Bookmakers have tipped Russian human rights activist Lydia Yusupova as one of the top 10 contenders for this year's Nobel Peace Prize.
The Norwegian Nobel Committee will hand the prestigious $1.4 million award in Oslo on October 10 to one of 197 nominees, whose identities are kept secret during the selection process.
An ethnic Russian born in the Chechen capital of Grozny, Yusupova is well known for her tireless work exposing human rights abuses during the two wars in Chechnya.
Lyudmilla Alekseyeva, a veteran Russian rights campaigner, says Yusupova's efforts include the creation of one of Russia's leading rights groups and that she is a worthy candidate for the prize.
"She headed Memorial's local branch, which was the main organization gathering information about human rights violations in Chechnya throughout the war years," Alekseyeva says. "This is a very difficult and dangerous job that Lydia and her colleagues carried out with brio."
The 46-year-old Yusupova founded and ran the local office of Memorial, Russia's leading rights group, between 2000 and 2005.
During this period, she tirelessly collected information about rights violations such as torture, kidnappings, and executions of civilians, traveling throughout the war-battered republic to visit the sites of abductions and murders.
According to Memorial, at least 5,000 people have disappeared in Chechnya since the start of the first war in 1994.
Yusupova has also helped victims report crimes to law-enforcement agencies and take their case before court, helping numerous victims obtain redress at the European Court of Human Rights.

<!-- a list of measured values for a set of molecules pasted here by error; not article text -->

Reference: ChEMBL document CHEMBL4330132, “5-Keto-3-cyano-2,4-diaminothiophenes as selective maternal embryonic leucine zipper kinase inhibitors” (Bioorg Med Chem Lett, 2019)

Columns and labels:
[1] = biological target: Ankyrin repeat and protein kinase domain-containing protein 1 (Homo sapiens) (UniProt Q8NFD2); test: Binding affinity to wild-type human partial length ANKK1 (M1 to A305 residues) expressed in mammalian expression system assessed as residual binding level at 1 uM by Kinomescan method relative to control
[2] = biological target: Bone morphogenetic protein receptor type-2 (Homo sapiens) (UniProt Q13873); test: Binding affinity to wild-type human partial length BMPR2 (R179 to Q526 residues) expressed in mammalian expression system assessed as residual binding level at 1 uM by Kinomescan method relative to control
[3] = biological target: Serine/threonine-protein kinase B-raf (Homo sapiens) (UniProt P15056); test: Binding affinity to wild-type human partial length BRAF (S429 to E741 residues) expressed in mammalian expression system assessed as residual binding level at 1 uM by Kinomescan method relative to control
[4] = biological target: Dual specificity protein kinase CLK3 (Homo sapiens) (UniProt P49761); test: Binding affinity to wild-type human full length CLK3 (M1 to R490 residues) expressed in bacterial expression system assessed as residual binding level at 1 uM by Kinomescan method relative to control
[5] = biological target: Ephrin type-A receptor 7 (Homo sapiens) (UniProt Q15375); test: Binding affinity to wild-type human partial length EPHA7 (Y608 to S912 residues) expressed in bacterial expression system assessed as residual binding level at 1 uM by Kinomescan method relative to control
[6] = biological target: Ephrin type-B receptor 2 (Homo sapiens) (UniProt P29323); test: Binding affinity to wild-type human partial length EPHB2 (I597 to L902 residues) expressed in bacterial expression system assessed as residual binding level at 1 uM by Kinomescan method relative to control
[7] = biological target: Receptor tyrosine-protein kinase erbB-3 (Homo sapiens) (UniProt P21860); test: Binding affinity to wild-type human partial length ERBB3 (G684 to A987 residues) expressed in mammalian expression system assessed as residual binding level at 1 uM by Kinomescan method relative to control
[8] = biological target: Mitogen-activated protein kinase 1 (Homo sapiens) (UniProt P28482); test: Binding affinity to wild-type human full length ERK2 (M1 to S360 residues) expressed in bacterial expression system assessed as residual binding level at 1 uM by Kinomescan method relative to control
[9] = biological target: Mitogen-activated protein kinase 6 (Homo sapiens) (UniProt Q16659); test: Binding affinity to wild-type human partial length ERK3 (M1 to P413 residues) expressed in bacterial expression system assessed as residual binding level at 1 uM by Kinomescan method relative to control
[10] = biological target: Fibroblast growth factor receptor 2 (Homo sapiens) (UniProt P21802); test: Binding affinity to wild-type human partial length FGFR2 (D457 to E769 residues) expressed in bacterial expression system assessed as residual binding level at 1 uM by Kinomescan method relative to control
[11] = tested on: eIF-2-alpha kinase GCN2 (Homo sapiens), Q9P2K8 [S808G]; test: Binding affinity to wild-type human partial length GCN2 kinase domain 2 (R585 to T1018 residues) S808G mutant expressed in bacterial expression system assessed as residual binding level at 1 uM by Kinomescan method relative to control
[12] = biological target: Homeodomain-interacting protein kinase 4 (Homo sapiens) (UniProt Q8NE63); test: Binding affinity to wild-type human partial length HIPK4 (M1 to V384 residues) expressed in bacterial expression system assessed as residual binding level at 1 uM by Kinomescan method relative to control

Although Yusupova left Memorial in 2005 to pursue her studies in Moscow, Tatyana Kasatkina, the group's executive director, says she will be eagerly watching the Nobel Peace Prize's announcement.
"This represents international recognition for our work, it is very important for us," Kasatkina says. "It is a great honor for her and for us, Memorial, that our work there at the time is recognized in such a way. But it is also recognition of the work we do today. We are working hard to give a correct evaluation of the situation in Chechnya, and this is very important because very few independent organizations operate there."
Yusupova already holds two human rights awards -- the Martin Ennals Award for Human Rights Defenders, which she won in 2004 earning the jury's praise as "one of the most courageous women in Europe," and Norway's Thorolf Rafto prize, which she received in 2005.
This is the third consecutive time she has been touted as a favorite for the Nobel Peace Prize in the days leading up to the selection.
Last year, the prize was shared by former U.S. Vice President Al Gore and the United Nations' panel on climate change.